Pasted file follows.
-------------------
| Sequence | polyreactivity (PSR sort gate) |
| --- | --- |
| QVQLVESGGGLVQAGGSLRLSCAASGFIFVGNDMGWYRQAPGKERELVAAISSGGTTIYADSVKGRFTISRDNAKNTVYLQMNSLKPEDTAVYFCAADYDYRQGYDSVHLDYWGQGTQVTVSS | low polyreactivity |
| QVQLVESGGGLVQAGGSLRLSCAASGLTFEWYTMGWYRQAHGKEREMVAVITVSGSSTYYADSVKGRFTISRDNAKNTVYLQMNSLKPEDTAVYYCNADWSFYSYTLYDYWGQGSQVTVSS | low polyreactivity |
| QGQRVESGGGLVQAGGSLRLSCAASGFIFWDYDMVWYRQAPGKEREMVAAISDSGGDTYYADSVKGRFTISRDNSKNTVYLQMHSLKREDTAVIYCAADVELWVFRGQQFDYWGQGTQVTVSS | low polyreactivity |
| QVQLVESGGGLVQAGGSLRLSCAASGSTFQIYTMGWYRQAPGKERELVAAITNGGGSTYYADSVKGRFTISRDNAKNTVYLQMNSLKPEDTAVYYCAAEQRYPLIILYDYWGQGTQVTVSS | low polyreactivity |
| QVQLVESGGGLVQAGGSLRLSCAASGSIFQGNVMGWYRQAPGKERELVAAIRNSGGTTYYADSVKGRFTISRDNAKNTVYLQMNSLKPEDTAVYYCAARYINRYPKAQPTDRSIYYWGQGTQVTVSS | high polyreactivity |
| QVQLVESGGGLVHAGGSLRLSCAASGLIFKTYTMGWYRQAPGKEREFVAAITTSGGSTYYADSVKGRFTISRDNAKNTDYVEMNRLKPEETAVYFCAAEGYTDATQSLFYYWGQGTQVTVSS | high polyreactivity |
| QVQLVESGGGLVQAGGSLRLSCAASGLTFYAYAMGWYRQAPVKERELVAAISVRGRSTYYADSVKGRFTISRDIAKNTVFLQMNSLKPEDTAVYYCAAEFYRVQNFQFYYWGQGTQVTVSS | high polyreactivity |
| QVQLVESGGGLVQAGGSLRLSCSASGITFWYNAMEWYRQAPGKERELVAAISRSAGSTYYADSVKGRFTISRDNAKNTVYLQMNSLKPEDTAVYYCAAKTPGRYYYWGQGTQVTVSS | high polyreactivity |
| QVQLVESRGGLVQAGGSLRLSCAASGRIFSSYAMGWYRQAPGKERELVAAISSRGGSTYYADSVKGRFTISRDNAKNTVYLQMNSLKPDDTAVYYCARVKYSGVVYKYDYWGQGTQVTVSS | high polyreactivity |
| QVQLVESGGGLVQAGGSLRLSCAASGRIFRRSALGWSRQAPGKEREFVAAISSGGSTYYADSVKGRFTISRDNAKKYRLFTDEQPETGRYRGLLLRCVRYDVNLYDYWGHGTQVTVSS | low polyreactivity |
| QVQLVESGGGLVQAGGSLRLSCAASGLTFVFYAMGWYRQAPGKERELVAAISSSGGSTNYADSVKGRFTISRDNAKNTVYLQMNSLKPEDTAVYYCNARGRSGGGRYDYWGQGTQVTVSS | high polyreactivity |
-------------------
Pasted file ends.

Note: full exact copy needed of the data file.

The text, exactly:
| Sequence | polyreactivity (PSR sort gate) |
| --- | --- |
| QVQLVESGGGLVQAGGSLRLSCAASGFIFVGNDMGWYRQAPGKERELVAAISSGGTTIYADSVKGRFTISRDNAKNTVYLQMNSLKPEDTAVYFCAADYDYRQGYDSVHLDYWGQGTQVTVSS | low polyreactivity |
| QVQLVESGGGLVQAGGSLRLSCAASGLTFEWYTMGWYRQAHGKEREMVAVITVSGSSTYYADSVKGRFTISRDNAKNTVYLQMNSLKPEDTAVYYCNADWSFYSYTLYDYWGQGSQVTVSS | low polyreactivity |
| QGQRVESGGGLVQAGGSLRLSCAASGFIFWDYDMVWYRQAPGKEREMVAAISDSGGDTYYADSVKGRFTISRDNSKNTVYLQMHSLKREDTAVIYCAADVELWVFRGQQFDYWGQGTQVTVSS | low polyreactivity |
| QVQLVESGGGLVQAGGSLRLSCAASGSTFQIYTMGWYRQAPGKERELVAAITNGGGSTYYADSVKGRFTISRDNAKNTVYLQMNSLKPEDTAVYYCAAEQRYPLIILYDYWGQGTQVTVSS | low polyreactivity |
| QVQLVESGGGLVQAGGSLRLSCAASGSIFQGNVMGWYRQAPGKERELVAAIRNSGGTTYYADSVKGRFTISRDNAKNTVYLQMNSLKPEDTAVYYCAARYINRYPKAQPTDRSIYYWGQGTQVTVSS | high polyreactivity |
| QVQLVESGGGLVHAGGSLRLSCAASGLIFKTYTMGWYRQAPGKEREFVAAITTSGGSTYYADSVKGRFTISRDNAKNTDYVEMNRLKPEETAVYFCAAEGYTDATQSLFYYWGQGTQVTVSS | high polyreactivity |
| QVQLVESGGGLVQAGGSLRLSCAASGLTFYAYAMGWYRQAPVKERELVAAISVRGRSTYYADSVKGRFTISRDIAKNTVFLQMNSLKPEDTAVYYCAAEFYRVQNFQFYYWGQGTQVTVSS | high polyreactivity |
| QVQLVESGGGLVQAGGSLRLSCSASGITFWYNAMEWYRQAPGKERELVAAISRSAGSTYYADSVKGRFTISRDNAKNTVYLQMNSLKPEDTAVYYCAAKTPGRYYYWGQGTQVTVSS | high polyreactivity |
| QVQLVESRGGLVQAGGSLRLSCAASGRIFSSYAMGWYRQAPGKERELVAAISSRGGSTYYADSVKGRFTISRDNAKNTVYLQMNSLKPDDTAVYYCARVKYSGVVYKYDYWGQGTQVTVSS | high polyreactivity |
| QVQLVESGGGLVQAGGSLRLSCAASGRIFRRSALGWSRQAPGKEREFVAAISSGGSTYYADSVKGRFTISRDNAKKYRLFTDEQPETGRYRGLLLRCVRYDVNLYDYWGHGTQVTVSS | low polyreactivity |
| QVQLVESGGGLVQAGGSLRLSCAASGLTFVFYAMGWYRQAPGKERELVAAISSSGGSTNYADSVKGRFTISRDNAKNTVYLQMNSLKPEDTAVYYCNARGRSGGGRYDYWGQGTQVTVSS | high polyreactivity |